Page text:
Protein C and Antithrombin Levels in Surgical and Septic Patients
Activation of blood coagulation is a common observation in patients with sepsis. The clinical manifestations of an activated coagulation system depend on the degree of pro-coagulant conditions and may lead to overt disseminated intravascular coagulation (DIC), consumption coagulopathy, defibrination syndrome, and purpura fulminans. The protein C anticoagulant pathway regulates thrombin formation, prevents microvascular thrombosis, and has anti-inflammatory and profibrinolytic properties. Decreased plasma levels of antithrombin and protein C can occur in a variety of clinical conditions associated with DIC, such as sepsis, trauma, and after surgical interventions. Recent data suggest that in surgical patients admitted to the intensive care unit (ICU), antithrombin and protein C levels are low, and it has been suggested that antithrombin and protein C levels may have a potential role as predictors of outcome in critically ill patients.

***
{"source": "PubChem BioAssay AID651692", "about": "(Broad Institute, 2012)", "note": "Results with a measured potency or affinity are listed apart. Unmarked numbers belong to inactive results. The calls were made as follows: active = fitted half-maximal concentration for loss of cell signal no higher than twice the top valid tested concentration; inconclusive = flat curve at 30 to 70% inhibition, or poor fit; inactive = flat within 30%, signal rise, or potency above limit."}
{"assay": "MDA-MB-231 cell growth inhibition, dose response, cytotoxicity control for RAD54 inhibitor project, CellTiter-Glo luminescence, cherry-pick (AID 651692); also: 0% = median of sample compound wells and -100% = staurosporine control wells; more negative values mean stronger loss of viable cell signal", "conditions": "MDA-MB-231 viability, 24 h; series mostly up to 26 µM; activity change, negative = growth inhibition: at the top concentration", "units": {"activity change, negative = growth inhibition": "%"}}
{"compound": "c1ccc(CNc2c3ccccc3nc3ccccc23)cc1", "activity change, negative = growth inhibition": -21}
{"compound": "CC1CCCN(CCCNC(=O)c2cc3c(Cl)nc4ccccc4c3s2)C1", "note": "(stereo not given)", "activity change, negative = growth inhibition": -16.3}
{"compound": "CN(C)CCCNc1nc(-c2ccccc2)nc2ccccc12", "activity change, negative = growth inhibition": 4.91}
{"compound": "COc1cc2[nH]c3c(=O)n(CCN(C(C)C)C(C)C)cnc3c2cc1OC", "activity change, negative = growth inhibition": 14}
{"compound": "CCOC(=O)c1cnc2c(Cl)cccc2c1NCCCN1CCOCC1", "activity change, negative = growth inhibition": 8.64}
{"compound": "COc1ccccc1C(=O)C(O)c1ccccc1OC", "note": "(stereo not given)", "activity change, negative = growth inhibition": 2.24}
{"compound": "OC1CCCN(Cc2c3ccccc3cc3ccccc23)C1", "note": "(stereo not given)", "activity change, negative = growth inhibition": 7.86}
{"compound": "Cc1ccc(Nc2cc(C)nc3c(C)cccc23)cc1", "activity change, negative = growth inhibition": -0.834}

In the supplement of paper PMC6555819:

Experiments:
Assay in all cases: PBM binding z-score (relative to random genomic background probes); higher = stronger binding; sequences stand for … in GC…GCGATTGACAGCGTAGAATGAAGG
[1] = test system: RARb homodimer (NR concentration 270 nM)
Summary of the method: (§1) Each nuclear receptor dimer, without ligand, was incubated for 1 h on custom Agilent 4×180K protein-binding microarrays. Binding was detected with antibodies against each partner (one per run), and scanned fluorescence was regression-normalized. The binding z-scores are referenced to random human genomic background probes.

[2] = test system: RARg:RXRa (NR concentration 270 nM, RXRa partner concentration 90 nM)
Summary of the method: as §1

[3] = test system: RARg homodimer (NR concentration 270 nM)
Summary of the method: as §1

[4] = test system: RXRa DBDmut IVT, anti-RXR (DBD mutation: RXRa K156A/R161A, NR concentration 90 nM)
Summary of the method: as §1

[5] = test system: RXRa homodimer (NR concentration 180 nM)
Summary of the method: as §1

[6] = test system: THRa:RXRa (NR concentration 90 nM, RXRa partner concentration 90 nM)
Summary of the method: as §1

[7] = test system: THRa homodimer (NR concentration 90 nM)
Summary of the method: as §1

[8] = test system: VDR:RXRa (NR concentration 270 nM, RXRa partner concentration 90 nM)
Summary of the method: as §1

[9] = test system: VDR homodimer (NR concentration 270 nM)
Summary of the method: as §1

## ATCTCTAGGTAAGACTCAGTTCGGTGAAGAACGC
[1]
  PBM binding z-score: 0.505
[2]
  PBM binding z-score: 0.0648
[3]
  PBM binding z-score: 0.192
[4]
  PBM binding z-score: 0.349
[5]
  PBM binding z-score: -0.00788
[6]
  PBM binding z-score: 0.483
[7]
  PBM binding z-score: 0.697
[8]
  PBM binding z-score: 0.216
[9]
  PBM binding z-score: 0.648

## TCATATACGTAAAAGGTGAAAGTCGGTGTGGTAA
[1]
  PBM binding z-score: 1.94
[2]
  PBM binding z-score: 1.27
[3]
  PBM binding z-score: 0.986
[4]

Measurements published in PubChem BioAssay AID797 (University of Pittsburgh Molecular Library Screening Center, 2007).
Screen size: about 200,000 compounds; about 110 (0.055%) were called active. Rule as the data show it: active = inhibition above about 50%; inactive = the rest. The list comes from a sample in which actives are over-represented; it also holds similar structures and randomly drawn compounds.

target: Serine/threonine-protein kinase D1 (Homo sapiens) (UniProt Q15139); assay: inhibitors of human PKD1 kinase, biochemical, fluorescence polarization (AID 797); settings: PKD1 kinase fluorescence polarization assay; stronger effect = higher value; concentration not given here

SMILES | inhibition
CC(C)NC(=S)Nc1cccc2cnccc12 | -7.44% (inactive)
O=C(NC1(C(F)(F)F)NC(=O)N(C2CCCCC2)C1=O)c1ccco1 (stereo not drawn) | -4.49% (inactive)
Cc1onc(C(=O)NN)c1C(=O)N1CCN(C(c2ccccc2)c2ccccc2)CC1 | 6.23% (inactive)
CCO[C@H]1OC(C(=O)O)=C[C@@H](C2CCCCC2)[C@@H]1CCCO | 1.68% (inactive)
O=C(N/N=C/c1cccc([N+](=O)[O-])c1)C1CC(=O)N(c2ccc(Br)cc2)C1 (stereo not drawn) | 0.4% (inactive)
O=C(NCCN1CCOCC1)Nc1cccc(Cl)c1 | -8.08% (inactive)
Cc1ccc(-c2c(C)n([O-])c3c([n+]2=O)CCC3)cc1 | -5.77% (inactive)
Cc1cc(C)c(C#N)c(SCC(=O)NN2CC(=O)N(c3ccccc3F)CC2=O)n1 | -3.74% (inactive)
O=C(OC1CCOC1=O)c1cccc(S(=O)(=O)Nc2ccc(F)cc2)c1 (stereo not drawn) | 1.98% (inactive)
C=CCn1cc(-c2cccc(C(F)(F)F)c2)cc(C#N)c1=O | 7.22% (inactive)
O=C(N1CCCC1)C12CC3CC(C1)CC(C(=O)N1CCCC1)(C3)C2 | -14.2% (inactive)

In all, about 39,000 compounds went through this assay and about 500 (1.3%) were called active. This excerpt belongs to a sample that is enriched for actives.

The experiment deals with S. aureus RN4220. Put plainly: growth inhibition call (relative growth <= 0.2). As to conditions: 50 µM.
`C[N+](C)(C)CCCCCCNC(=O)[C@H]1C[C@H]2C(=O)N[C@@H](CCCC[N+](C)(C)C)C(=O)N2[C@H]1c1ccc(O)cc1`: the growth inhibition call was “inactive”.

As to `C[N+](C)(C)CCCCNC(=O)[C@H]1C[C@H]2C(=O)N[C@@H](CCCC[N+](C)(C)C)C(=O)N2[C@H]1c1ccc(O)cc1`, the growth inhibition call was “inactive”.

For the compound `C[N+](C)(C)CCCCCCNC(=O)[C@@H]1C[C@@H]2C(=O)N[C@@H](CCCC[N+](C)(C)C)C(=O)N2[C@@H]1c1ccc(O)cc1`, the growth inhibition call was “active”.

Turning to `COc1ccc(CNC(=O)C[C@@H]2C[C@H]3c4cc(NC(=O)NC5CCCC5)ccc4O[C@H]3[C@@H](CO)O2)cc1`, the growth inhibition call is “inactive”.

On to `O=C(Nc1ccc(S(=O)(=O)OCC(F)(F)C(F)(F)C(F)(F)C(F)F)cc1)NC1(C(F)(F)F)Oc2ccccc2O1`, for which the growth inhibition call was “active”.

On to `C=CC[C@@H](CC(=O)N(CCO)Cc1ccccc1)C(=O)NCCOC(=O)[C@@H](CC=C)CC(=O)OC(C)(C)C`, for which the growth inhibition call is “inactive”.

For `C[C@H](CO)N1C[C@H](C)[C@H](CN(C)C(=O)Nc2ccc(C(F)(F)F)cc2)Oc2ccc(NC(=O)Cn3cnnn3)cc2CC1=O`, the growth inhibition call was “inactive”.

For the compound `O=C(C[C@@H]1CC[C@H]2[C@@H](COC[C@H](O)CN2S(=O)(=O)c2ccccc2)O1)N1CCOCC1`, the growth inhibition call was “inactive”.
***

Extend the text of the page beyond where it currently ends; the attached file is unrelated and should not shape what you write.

KeywordsSevere Sepsis Disseminate Intravascular Coag Sequential Organ Failure Assessment Score Intensive Care Unit Mortality Drotrecogin Alfa
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